Community split on OLF-8 design proposals

The debate of what to do with the 500-plus acre site known as OLF-8 (former Navy helicopter training site – Outlying Field Site Eight) has been on the Escambia Board of County Commissioners’ plate for years.

Most recently, the commissioners hired DPX CoDesign to create a plan to maximize the opportunities for jobs and community uses on the site along Nine Mile Road, near Navy Federal Credit Union’s Beulah campus.

Four concepts were presented to the public in October, and the design firm received 271 votes for which design was preferred.

Escambia County has an estimated population of 320,086, so the votes cast reflect .085% of the county’s population and .11% of the county’s registered voters.

No concept received 35% of the first-place votes cast:

The Village Plan 34.7% (94 votes),
The Market Plan 28.8% (78 votes),
The Commerce Plan 18.8% (51 votes) and
The Greenway Plan 17.7% (48 votes).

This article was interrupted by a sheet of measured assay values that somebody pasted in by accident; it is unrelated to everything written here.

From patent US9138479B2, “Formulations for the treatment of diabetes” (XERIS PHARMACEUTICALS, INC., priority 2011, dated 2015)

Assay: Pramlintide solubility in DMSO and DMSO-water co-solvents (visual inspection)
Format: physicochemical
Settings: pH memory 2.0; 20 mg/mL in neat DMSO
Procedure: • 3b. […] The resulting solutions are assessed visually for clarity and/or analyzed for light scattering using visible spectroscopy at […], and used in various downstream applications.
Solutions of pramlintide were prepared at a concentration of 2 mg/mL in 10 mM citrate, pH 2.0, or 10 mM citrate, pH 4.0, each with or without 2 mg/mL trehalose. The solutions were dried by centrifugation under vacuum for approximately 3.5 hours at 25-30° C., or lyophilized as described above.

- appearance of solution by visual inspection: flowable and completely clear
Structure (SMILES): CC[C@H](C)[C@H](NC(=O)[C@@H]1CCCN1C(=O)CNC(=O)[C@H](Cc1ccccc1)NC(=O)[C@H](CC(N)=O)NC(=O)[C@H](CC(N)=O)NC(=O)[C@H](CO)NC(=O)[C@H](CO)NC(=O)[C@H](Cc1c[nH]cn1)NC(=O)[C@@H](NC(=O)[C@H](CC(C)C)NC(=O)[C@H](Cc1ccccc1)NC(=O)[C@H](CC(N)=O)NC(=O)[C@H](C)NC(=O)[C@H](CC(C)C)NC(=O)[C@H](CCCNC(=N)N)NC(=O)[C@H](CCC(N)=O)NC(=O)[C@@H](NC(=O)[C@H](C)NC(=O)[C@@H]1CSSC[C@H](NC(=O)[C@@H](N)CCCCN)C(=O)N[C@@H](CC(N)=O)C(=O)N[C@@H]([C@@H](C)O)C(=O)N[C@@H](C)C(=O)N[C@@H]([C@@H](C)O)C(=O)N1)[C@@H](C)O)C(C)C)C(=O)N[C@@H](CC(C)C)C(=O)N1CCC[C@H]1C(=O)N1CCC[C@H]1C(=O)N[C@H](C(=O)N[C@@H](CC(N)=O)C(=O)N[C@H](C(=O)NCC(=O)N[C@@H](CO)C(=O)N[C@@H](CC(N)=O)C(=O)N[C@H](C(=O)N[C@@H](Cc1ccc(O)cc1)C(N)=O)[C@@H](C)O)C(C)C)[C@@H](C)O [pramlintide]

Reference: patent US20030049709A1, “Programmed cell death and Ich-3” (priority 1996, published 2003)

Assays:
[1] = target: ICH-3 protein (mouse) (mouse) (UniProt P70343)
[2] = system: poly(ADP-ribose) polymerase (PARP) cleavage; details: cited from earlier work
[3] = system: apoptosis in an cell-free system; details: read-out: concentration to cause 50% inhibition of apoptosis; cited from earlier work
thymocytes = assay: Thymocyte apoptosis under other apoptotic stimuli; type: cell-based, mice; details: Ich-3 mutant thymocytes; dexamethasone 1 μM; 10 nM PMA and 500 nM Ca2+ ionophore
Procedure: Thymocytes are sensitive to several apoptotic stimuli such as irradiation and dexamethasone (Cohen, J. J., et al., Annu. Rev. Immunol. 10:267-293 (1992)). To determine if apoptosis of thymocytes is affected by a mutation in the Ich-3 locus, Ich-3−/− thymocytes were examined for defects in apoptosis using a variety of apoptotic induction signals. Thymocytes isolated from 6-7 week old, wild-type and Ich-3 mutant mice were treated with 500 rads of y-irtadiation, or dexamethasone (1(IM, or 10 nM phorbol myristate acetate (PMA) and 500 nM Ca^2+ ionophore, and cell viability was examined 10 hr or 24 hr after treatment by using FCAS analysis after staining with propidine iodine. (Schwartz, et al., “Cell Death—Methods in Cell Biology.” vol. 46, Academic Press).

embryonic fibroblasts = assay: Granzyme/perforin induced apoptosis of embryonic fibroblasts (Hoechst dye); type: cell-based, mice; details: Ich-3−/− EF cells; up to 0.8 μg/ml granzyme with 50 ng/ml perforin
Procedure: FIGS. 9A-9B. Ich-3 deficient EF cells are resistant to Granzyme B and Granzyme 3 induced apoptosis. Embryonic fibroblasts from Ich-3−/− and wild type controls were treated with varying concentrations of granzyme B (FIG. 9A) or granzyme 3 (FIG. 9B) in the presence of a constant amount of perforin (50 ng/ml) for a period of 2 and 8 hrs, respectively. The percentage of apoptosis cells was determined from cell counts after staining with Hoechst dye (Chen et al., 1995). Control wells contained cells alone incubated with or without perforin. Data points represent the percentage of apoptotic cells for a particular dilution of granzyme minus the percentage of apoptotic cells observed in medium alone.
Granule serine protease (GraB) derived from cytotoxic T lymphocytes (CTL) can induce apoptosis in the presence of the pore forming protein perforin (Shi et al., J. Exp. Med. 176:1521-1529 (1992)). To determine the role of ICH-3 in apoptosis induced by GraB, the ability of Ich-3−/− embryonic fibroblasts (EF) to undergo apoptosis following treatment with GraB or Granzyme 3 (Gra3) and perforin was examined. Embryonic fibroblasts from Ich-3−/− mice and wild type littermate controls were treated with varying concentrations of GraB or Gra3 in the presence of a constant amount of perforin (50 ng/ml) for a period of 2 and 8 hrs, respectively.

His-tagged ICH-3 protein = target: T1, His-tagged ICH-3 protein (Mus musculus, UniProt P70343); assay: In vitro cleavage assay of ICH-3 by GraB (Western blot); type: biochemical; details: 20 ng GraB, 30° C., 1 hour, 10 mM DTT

DPX CoDesign presents its report today to the Escambia County Planning Board and Tuesday to Escambia County Commission during its 9 a.m. Committee of the Whole meeting.

NorthEscambia.com has a breakdown of the four concepts – here.

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1 thought on “Community split on OLF-8 design proposals

  1. A better idea may be to prepare a well-designed booklet describing each proposal and mail it to all county voters living within a certain distance from the OLF-8 site. Include a pre-paid return postage post card asking each voter to “rank” the four options. The board would not be bound by the results but casting the net wider in a uniform way, and ranking the options vice only selecting one, would give the board a much better sense of which option has more support, if one does. One variable likely not much considered to date, and it should be, is what will happen when Beulah someday becomes its own municipality, as seems inevitable, much like what I expect to happen in Pace and Navarre in coming years, perhaps in this or the next decade. How will the plan selected look to future generations in the hindsight of 20 or 50 years? Beulah is fast becoming Escambia County’s version of Pace where so many people who work in the City of Pensacola live to escape the city’s high crime, in 2019 the city’s “per capita” crime rate 56.2% higher than the state average, up from 54% in 2018, and 3.7 times higher than in Santa Rosa County.

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